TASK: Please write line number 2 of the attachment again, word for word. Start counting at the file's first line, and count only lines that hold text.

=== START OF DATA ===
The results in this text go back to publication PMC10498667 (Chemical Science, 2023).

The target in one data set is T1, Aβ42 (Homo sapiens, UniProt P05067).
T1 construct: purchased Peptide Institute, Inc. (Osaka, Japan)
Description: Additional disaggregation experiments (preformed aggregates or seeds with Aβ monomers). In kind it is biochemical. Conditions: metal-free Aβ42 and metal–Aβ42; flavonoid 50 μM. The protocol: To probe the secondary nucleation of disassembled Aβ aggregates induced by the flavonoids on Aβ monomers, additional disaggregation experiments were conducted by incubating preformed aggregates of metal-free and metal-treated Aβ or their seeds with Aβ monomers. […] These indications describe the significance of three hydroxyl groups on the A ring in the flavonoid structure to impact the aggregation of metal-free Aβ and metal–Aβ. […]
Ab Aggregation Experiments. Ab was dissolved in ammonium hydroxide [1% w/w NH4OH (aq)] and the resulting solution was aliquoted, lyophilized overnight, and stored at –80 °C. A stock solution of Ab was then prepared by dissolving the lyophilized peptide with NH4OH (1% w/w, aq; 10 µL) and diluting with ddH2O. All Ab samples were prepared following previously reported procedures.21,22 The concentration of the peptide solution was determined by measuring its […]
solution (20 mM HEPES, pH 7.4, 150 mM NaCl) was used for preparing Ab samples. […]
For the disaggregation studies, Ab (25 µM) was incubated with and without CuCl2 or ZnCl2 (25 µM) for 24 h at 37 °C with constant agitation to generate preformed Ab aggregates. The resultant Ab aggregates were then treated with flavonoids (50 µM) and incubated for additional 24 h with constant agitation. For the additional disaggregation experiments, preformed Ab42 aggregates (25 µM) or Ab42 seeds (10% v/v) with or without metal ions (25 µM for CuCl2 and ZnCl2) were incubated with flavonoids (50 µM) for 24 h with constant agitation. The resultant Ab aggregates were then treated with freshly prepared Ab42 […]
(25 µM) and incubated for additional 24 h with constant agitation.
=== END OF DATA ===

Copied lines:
The target in one data set is T1, Aβ42 (Homo sapiens, UniProt P05067).